Becoming the Highest Person in Colorado (Mt. Elbert – 14,433′)


At the beginning of our trip to Colorado, I didn’t really have any plans to climb a 14er. But after the 416 fire foiled our initial backpacking plans, our trip turned into a choose your own adventure planned with the advice of helpful Coloradoans. During a brief stay in Carbondale, we mentioned that we were looking for ideas for what to do after our Conundrum Hot Springs backpacking overnight before driving back to Denver. The guy at the local running/hiking shop where we were looking for trekking poles suggested a 14er and rattled off several that were in between Aspen and Denver. I tried to remember what all he said but I’m pretty sure I forgot most of it. All I really took away from our conversation was “Mt. Elbert” and “driving over Independence Pass is way more fun than I-70”. When I looked up Mt. Elbert, I saw that it was near Leadville, home of the famous Leadville 100 ultra and mountain bike race. At an elevation of 10,152′, Leadville is also the highest incorporated city in North America. If all those things hadn’t already sold me on a trip to Leadville, the fact that it’s an old mining town with none of the glitz and glamour of nearby ski towns sealed the deal. I was more than ready to trade in rich people and fancy shops for outlaws and 150 year old houses.

We stayed at the Colorado Trail House – found on Airbnb!

Before I could climb Elbert, first we had to get to Leadville. Remember how the guy in Carbondale said driving over Independence Pass was fun? Yeah, well that’s not exactly the adjective I would use to describe riding in a car at 12,000 feet on the edge of a mountain with no guardrail and a bunch of other cars that can’t seem to drive in a straight line. While terrifying, the drive was definitely beautiful and thankfully we made it to Leadville in once piece. As soon as we arrived, I knew I was going to love it. Pretty much every building in Leadville is at least 100 years old and there aren’t 50 meter maids out ticketing people the second their parking expires (cough cough Aspen). A trip to one of the local watering holes, Periodic (Pb) Brewing (get it?) where we drank delicious beers, chatted with locals, and watched the Stanley Cup Finals followed by a pizza from High Mountain Pies pretty much confirmed it: Leadville is Heaven on Earth.

When people ask what’s a “good” 14er for someone’s first one, a lot of times Mt. Elbert gets thrown out there. It’s a class 1 hike all the way to the summit, the trailhead is easy to get to, and you’re sure to have plenty of company. Despite the fact that many people consider it an “easier” 14er, it’s still 4700′ of gain in 4.5 miles (via the North Elbert Trail). And then of course, you have to go back down, which is a lot less fun than going up in my opinion. Depending on who or what website you consult, it takes the majority of people 6-10 hours roundtrip. In the interest of my fellow plane passengers, I was hoping to do it in 5 or less so that I could take a quick shower afterward.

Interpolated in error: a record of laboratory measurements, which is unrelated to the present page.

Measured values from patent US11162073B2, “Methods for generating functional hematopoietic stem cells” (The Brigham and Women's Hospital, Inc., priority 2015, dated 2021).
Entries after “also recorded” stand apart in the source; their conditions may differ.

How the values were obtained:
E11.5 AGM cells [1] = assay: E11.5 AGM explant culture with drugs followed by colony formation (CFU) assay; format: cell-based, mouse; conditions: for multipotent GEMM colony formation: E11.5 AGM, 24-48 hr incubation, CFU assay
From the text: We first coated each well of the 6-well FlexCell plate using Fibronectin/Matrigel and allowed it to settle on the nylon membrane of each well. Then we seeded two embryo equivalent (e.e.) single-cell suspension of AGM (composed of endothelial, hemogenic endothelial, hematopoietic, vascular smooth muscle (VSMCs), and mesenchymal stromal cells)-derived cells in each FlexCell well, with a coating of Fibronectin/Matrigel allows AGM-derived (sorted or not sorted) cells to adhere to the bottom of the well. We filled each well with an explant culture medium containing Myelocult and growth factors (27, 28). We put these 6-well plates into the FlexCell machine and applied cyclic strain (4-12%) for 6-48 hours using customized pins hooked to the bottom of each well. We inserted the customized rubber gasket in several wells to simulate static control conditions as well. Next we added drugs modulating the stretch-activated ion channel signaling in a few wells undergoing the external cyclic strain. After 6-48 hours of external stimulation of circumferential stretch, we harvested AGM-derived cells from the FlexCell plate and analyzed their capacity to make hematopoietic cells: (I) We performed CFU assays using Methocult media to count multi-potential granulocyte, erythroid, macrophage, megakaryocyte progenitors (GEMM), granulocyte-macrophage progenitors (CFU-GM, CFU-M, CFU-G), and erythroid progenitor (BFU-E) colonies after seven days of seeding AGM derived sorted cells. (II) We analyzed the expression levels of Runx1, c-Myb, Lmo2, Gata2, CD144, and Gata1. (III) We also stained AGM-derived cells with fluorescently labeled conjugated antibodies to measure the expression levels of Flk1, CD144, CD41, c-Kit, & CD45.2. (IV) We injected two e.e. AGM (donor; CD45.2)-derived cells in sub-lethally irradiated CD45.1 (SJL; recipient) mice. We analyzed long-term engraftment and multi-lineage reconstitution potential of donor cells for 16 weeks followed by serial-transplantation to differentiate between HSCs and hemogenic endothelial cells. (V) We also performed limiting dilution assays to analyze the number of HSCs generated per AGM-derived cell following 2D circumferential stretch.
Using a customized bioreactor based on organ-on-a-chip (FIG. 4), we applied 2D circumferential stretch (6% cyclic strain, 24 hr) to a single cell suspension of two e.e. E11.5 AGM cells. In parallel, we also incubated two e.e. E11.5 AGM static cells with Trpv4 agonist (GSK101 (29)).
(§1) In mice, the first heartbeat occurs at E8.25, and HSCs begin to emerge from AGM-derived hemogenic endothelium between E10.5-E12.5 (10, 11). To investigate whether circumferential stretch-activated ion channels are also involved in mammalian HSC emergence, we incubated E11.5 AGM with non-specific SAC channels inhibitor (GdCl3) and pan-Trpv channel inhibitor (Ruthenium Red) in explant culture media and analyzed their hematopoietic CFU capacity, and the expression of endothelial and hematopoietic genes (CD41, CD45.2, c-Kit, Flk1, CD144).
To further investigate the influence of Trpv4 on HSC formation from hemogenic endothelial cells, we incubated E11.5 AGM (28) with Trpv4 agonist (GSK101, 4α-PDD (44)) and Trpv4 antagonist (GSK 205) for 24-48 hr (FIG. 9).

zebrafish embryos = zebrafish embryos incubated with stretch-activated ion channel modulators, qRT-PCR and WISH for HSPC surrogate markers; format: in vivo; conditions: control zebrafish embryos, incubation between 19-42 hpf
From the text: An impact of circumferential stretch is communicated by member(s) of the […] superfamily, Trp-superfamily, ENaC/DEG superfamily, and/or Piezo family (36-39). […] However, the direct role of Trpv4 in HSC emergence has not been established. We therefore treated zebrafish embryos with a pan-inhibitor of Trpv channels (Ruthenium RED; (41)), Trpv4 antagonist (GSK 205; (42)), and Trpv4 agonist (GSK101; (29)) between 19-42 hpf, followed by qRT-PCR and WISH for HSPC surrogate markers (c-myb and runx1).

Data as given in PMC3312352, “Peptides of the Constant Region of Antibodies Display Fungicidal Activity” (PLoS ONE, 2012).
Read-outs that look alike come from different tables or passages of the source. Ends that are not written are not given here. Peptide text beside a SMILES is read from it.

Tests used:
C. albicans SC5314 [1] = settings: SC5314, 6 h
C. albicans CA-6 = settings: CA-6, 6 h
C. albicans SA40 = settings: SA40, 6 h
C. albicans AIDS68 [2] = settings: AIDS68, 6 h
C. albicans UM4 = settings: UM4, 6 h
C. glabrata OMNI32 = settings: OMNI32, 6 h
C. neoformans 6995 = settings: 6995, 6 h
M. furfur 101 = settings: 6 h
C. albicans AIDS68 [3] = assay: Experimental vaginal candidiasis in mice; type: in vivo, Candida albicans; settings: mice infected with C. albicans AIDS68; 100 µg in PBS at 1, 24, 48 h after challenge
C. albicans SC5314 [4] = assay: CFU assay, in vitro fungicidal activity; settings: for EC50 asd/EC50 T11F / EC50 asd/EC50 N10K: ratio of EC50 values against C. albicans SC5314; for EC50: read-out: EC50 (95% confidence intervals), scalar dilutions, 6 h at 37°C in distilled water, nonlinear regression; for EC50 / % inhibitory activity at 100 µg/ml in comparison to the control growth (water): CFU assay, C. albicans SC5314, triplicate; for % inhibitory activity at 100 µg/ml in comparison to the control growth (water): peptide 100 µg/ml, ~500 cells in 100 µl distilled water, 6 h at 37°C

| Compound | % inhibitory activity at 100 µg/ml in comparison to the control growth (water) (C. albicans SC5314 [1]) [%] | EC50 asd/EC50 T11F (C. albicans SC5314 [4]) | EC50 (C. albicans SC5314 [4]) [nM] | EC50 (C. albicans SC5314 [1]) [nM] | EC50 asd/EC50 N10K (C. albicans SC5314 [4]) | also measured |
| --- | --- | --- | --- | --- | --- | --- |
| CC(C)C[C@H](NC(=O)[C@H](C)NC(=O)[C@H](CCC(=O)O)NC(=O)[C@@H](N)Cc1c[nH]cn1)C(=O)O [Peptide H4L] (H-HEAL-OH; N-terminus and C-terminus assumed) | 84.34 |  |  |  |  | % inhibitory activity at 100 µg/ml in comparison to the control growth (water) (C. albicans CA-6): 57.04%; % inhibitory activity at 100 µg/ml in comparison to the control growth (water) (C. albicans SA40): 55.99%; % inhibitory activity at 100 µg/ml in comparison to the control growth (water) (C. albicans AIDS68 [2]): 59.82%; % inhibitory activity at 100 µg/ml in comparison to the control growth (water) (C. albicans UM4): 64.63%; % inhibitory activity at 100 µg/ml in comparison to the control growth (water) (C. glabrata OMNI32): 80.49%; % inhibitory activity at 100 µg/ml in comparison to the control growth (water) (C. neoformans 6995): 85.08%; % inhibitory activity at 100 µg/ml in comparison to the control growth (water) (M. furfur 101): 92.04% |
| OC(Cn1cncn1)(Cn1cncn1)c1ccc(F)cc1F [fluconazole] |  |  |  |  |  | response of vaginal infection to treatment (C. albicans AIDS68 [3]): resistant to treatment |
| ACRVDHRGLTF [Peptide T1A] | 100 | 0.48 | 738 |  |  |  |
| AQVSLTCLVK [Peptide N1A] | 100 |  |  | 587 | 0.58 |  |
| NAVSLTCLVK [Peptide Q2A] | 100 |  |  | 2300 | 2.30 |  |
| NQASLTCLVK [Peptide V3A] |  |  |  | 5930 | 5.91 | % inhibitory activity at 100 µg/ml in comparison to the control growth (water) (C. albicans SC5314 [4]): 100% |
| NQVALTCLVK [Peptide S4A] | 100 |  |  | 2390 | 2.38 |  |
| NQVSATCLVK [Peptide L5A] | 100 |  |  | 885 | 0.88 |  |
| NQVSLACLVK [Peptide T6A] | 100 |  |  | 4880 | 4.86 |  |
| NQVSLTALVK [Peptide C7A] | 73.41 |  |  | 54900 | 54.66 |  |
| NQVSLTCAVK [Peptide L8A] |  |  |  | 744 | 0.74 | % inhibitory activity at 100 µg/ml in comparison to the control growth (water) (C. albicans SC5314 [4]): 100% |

Since our flight departed Denver at around 5pm and we were at least two hours from the airport, I knew I was going to have to get an early start if I wanted a successful summit. I set my alarm for 4am hoping to be on the trail at first light at 5. It seemed that everyone else decided to sleep in that day, because I was one of only six cars in the parking lot when I started up the trail at 5:30. On the drive in, my car thermometer had read 27 degrees but I felt pretty comfortable in shorts, a tank, a long sleeve, and a rain/wind jacket. The huge temperature swings in Colorado were something that really surprised me. It can be 30 degrees at 6am, but by 9 it’s almost 70. The key is to have lots of layers and I used all of mine.

I wasn’t really sure what to expect trail-wise, but the first couple miles up to the treeline were pretty tame compared to what lay beyond. You just kind of gradually switchback through a forest for awhile. In hindsight, I probably could have run the first couple miles, but I didn’t want to risk sacrificing reaching the summit because I was trying to gain a few minutes. Because of this, I settled for a brisk walk. Even though the entirety of the hike is above 10,000 feet, I felt great on the first section simply because I wasn’t carrying a 25 pound pack on my back. After four days of backpacking, I felt positively light, even at 14,000 feet.